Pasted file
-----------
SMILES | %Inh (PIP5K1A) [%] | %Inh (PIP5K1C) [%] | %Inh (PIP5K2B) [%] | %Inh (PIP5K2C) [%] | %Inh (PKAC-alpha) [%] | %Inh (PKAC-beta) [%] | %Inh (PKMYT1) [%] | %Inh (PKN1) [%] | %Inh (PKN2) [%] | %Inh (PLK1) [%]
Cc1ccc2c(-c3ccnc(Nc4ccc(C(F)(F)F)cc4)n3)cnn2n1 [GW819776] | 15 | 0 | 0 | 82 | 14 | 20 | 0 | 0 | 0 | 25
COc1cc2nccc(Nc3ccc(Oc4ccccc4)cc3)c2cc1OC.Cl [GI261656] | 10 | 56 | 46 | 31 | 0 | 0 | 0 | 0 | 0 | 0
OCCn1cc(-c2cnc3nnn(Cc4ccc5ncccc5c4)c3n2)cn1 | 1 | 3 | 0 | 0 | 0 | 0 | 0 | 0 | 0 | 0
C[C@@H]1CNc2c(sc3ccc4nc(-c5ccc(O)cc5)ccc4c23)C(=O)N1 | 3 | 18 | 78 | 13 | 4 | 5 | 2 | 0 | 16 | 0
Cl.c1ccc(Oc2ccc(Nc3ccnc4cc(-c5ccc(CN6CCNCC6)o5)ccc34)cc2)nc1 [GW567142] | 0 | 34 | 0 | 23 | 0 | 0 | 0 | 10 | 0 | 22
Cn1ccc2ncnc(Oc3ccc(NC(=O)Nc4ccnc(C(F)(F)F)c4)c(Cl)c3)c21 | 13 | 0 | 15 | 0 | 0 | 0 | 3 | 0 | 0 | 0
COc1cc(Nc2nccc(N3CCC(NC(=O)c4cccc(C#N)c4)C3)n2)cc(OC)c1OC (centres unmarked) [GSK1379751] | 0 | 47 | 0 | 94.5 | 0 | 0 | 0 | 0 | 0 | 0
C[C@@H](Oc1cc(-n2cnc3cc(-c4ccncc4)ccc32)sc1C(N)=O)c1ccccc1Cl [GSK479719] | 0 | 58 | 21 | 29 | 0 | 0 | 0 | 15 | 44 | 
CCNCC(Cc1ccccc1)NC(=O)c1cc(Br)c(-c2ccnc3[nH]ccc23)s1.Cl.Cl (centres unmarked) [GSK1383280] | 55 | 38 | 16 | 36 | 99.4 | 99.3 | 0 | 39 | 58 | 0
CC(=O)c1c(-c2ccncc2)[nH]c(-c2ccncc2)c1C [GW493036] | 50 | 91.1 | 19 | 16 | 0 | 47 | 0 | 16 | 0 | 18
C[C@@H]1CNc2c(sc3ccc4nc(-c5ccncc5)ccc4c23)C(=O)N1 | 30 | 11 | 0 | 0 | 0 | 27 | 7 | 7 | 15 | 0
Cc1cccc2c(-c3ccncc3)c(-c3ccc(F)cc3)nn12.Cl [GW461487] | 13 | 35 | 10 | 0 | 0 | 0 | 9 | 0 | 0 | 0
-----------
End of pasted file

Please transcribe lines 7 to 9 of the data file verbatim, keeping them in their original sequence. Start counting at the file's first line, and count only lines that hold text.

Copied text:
Cn1ccc2ncnc(Oc3ccc(NC(=O)Nc4ccnc(C(F)(F)F)c4)c(Cl)c3)c21 | 13 | 0 | 15 | 0 | 0 | 0 | 3 | 0 | 0 | 0
COc1cc(Nc2nccc(N3CCC(NC(=O)c4cccc(C#N)c4)C3)n2)cc(OC)c1OC (centres unmarked) [GSK1379751] | 0 | 47 | 0 | 94.5 | 0 | 0 | 0 | 0 | 0 | 0
C[C@@H](Oc1cc(-n2cnc3cc(-c4ccncc4)ccc32)sc1C(N)=O)c1ccccc1Cl [GSK479719] | 0 | 58 | 21 | 29 | 0 | 0 | 0 | 15 | 44 | 